Monday, August 18, 2008

Finding a Rental in Bellingham - A Reader's Experience

The following is from an interested reader and speaks to the need for landlord licensing.

"When we first moved to Bellingham in 2001, we went to several rental agencies to try and find a house in which to live. Two professional adults were shown the most run down, decrepit houses unfit for living. The floors were cracked and rotting, the ceilings had large, gaping holes, the paint on the walls was peeling... Need I say more? When asked if the landlord/rental agent would be renovating, we heard guffaws and snorts. We were told that Bellingham was a student-driven market and that any house we wanted within our price limit would be a run-down rat-trap. My words, not theirs.

Our first rental was in Xenia Lane area. Not a pretty neighborhood. We tried to make it more livable, but the residents were not interested in keeping the space proper. Very loud, rampant and unattended children. Each person lives as he wishes. This is why we looked for a more pleasant neighborhood. As suggested by many, we moved. Luck us!

Since purchasing a condo, hoping for a quiet dwelling away from renters(!), we have seen the phenomenon of condo owners who rent out their property without a permit to rent. It is so much fun to live in a quiet community with 5-8 students who party all night. Whom do I call in these cases. I won't risk going over to complain to drunk students/young adults.

I was a student for about 9 years. I always lived near campus in a single apartment, campus housing, or a rental house meant for a couple. This was in Kansas.

Personally, I don't know that students should be all required to live on campus. The dorm rules can be a bit silly. They tend to treat students like 15 year olds. No boys in the room after 12 midnight. No alcohol in the room-even if you are 21. Get out fast during Winter Break. No coed living. These are some rules with by today's students are not ready to abide. They feel that are independent, young adults. They do not want the Resident Assistant watching over them like a child.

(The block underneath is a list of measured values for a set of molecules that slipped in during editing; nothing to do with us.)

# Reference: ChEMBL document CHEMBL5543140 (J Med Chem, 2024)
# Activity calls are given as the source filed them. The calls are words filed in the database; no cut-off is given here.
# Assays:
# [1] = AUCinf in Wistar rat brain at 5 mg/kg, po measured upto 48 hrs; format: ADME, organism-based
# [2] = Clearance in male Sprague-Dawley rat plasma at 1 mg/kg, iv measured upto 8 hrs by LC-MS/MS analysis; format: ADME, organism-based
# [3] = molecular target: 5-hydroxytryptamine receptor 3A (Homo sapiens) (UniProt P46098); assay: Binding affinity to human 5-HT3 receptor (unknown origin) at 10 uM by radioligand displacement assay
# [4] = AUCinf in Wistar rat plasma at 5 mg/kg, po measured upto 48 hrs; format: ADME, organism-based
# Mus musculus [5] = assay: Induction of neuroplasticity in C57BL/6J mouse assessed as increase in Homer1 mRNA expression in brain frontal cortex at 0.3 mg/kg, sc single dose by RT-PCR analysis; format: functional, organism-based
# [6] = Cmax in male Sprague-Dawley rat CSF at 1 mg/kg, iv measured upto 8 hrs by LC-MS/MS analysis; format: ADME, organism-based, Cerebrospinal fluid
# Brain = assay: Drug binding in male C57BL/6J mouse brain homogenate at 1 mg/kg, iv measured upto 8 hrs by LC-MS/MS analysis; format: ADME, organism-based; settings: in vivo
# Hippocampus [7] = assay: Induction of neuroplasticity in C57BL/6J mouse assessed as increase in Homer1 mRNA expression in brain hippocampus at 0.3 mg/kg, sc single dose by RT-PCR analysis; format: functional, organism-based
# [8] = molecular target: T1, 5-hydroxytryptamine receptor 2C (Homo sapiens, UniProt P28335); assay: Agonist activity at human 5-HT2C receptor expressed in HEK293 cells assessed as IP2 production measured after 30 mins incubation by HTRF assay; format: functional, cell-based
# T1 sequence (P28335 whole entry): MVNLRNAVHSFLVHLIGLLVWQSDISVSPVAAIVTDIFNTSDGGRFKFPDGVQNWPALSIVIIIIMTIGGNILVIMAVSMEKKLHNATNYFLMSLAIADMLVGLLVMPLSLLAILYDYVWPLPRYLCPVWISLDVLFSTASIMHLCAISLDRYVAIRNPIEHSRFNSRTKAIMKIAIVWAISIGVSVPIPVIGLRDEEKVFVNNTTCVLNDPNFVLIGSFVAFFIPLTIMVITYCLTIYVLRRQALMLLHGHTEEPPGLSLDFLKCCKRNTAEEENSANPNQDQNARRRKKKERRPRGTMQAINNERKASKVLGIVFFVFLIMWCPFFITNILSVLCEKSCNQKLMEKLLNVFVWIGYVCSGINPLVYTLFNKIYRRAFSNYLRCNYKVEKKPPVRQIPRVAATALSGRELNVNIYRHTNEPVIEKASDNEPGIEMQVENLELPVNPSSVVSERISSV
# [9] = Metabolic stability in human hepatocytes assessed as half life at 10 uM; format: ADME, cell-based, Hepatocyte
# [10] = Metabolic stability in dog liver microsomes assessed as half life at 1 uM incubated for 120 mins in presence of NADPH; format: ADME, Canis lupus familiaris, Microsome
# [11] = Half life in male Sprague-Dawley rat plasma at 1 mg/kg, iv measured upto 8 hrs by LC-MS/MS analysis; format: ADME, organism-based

I believe that the university should move from the double dorm room or quad suite situation to more of an apartment/rooming house situation. I would recommend that freshman and sophomores live in a "traditional" residence hall and have Resident Assistants so that they have some similitude of guidance in their first and second years away from home. However, when students reach 20-25 years old, they should not be subjected to some of the more restrictive policies of the typical residence hall. I had this experience and I moved out of the residence hall after my 2nd year.

If the university could buy land and build basic homes (1-2 bedrooms) and apartments in 3 zones around town, near bus lines, or near the university, then the community would perhaps feel some relief from the current situation.

I read 6 months of your blog. Some of the posters feel very strong about your ideas-both for and against your purpose. I can see both sides as I have recently been a renter and now live in a purchased condo. I wish you luck and look forward to reading more."

The reader's experience is not unusual. See my blog entry Misrepresenting Single Family Home Rentals of 23 Oct 2007 (click here to read).

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